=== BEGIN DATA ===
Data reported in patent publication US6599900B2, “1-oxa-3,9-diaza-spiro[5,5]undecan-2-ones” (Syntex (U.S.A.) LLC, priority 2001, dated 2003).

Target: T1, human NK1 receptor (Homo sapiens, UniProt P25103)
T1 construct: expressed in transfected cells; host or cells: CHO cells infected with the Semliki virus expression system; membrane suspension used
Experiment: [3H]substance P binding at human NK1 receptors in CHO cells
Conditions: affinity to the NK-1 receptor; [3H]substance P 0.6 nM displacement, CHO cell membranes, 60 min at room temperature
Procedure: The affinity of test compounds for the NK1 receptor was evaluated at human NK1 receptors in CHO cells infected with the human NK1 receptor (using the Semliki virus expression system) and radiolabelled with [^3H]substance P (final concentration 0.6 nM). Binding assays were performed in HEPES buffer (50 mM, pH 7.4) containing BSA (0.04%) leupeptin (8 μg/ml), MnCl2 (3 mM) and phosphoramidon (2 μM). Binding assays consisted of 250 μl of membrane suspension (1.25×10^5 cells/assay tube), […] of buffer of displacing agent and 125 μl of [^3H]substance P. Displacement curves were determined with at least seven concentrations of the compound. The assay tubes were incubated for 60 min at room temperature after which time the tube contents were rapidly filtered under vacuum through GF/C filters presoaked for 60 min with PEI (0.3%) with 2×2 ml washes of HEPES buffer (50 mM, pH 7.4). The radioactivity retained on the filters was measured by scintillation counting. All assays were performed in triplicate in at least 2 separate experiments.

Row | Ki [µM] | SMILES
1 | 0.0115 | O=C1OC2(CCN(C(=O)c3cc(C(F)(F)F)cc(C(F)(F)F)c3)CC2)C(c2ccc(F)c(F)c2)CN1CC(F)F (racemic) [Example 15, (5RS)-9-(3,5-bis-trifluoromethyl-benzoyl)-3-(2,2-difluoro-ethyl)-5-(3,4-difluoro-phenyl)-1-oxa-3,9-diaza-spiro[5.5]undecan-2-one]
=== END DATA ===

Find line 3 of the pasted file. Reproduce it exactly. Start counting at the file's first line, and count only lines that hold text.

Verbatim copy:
T1 construct: expressed in transfected cells; host or cells: CHO cells infected with the Semliki virus expression system; membrane suspension used